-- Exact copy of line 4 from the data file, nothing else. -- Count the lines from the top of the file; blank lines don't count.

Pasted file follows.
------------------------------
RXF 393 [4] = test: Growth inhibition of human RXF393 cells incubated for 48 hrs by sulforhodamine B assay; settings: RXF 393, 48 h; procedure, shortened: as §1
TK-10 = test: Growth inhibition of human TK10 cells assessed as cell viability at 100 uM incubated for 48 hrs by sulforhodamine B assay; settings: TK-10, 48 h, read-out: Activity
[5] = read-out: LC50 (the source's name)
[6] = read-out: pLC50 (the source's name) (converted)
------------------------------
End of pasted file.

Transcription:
[6] = read-out: pLC50 (the source's name) (converted)